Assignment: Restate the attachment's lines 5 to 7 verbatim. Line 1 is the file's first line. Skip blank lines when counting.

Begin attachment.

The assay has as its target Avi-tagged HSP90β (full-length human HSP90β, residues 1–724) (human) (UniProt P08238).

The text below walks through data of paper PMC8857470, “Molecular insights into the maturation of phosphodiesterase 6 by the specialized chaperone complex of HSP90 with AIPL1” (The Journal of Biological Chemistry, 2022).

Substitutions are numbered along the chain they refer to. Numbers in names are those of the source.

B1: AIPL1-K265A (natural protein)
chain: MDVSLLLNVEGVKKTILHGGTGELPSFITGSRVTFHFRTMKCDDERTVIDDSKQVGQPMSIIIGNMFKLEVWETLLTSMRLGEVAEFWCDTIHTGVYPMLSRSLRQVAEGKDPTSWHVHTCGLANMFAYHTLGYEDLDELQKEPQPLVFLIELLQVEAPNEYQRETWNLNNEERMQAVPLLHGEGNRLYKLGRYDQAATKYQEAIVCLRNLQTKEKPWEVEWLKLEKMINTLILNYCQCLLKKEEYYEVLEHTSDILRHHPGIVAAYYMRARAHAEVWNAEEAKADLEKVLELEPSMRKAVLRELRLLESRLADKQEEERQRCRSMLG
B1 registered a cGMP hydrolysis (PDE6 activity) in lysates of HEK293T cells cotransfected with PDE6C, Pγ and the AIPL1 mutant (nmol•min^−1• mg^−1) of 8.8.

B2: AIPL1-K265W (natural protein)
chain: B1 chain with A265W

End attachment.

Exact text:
chain: MDVSLLLNVEGVKKTILHGGTGELPSFITGSRVTFHFRTMKCDDERTVIDDSKQVGQPMSIIIGNMFKLEVWETLLTSMRLGEVAEFWCDTIHTGVYPMLSRSLRQVAEGKDPTSWHVHTCGLANMFAYHTLGYEDLDELQKEPQPLVFLIELLQVEAPNEYQRETWNLNNEERMQAVPLLHGEGNRLYKLGRYDQAATKYQEAIVCLRNLQTKEKPWEVEWLKLEKMINTLILNYCQCLLKKEEYYEVLEHTSDILRHHPGIVAAYYMRARAHAEVWNAEEAKADLEKVLELEPSMRKAVLRELRLLESRLADKQEEERQRCRSMLG
B1 registered a cGMP hydrolysis (PDE6 activity) in lysates of HEK293T cells cotransfected with PDE6C, Pγ and the AIPL1 mutant (nmol•min^−1• mg^−1) of 8.8.

B2: AIPL1-K265W (natural protein)